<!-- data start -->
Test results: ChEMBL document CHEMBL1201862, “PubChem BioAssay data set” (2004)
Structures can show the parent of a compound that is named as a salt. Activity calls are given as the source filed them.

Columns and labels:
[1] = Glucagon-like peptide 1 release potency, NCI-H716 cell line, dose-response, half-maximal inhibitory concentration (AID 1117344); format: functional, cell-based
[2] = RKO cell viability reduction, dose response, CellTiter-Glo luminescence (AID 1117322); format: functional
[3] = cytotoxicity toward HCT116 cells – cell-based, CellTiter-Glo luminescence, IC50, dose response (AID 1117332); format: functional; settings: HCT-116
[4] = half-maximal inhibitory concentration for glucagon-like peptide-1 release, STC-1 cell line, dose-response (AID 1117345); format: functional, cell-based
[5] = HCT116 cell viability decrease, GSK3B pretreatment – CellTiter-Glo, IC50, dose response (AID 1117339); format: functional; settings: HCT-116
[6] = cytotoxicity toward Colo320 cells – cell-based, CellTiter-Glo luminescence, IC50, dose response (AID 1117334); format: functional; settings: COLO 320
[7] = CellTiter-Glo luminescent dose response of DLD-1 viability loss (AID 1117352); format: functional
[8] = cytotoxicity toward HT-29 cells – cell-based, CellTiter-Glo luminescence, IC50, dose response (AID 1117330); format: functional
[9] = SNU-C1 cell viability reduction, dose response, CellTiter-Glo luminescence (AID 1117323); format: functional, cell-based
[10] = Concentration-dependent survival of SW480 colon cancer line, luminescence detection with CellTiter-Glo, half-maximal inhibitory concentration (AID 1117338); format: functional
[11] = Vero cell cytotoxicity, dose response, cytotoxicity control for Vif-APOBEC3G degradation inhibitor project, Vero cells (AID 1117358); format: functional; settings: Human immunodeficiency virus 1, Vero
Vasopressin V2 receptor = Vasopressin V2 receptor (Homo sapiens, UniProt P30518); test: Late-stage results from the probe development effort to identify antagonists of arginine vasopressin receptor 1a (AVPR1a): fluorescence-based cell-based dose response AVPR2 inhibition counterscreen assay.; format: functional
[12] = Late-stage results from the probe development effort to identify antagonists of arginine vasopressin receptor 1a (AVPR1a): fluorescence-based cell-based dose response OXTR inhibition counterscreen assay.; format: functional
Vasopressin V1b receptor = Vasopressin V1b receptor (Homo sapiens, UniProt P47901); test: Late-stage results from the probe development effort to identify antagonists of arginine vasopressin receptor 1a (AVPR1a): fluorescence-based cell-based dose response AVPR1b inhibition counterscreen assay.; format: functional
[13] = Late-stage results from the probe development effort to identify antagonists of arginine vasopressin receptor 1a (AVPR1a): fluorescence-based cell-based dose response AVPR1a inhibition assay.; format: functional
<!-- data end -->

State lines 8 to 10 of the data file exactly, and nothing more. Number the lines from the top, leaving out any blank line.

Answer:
[5] = HCT116 cell viability decrease, GSK3B pretreatment – CellTiter-Glo, IC50, dose response (AID 1117339); format: functional; settings: HCT-116
[6] = cytotoxicity toward Colo320 cells – cell-based, CellTiter-Glo luminescence, IC50, dose response (AID 1117334); format: functional; settings: COLO 320
[7] = CellTiter-Glo luminescent dose response of DLD-1 viability loss (AID 1117352); format: functional